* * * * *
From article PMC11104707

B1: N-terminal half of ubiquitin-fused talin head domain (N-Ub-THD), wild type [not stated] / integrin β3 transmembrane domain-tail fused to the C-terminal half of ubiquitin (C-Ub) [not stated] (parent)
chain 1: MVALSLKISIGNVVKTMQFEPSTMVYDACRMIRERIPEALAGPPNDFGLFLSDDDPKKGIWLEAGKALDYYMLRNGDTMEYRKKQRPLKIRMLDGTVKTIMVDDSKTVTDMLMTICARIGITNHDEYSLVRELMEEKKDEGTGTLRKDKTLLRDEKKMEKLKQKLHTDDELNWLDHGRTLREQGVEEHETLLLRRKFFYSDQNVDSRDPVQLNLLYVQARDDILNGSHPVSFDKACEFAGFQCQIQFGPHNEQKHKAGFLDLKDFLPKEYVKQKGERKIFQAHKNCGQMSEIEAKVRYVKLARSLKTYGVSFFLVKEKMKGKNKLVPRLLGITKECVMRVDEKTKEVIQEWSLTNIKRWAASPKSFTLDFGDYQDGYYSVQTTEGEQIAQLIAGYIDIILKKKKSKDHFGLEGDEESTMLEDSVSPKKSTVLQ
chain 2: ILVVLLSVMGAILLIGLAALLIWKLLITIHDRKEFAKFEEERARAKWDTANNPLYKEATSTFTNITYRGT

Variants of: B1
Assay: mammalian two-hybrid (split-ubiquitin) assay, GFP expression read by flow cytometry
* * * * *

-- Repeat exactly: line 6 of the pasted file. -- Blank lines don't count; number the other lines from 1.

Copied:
Assay: mammalian two-hybrid (split-ubiquitin) assay, GFP expression read by flow cytometry